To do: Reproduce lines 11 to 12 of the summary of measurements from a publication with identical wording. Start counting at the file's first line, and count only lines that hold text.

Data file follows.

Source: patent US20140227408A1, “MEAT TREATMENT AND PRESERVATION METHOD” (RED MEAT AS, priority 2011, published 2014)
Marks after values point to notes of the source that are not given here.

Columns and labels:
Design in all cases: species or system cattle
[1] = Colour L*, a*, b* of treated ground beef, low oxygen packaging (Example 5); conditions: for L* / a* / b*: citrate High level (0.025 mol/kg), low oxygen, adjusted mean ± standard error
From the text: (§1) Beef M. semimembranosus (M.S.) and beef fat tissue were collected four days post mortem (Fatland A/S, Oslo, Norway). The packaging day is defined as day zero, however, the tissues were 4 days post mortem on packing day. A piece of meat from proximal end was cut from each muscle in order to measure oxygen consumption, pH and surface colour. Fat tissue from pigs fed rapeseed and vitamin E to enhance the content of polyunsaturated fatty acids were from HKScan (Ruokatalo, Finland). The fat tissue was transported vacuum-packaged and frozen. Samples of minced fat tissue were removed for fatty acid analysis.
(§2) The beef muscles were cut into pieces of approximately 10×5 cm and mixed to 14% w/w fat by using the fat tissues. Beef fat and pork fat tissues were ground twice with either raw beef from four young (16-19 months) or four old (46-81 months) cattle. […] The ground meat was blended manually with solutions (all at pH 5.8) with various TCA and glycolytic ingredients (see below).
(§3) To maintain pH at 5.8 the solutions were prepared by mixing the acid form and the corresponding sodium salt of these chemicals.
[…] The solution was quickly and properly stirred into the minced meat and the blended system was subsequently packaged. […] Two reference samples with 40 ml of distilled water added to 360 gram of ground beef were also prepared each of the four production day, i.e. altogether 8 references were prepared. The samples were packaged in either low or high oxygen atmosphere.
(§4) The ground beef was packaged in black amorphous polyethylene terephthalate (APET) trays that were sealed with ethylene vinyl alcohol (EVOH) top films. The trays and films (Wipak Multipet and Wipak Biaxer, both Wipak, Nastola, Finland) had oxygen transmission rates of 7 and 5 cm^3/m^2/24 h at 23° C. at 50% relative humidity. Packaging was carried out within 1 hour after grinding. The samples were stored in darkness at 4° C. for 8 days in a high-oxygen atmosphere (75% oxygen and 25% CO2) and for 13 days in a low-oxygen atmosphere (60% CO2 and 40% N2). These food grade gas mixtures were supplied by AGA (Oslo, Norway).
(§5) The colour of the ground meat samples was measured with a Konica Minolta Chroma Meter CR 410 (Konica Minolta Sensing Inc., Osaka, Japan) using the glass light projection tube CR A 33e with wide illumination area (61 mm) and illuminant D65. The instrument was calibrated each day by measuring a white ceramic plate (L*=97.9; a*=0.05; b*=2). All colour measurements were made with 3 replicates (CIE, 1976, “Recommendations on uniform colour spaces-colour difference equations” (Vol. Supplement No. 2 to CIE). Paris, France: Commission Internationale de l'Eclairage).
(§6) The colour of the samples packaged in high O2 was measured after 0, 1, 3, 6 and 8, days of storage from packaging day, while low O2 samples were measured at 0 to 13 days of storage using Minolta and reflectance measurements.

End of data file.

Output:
(§5) The colour of the ground meat samples was measured with a Konica Minolta Chroma Meter CR 410 (Konica Minolta Sensing Inc., Osaka, Japan) using the glass light projection tube CR A 33e with wide illumination area (61 mm) and illuminant D65. The instrument was calibrated each day by measuring a white ceramic plate (L*=97.9; a*=0.05; b*=2). All colour measurements were made with 3 replicates (CIE, 1976, “Recommendations on uniform colour spaces-colour difference equations” (Vol. Supplement No. 2 to CIE). Paris, France: Commission Internationale de l'Eclairage).
(§6) The colour of the samples packaged in high O2 was measured after 0, 1, 3, 6 and 8, days of storage from packaging day, while low O2 samples were measured at 0 to 13 days of storage using Minolta and reflectance measurements.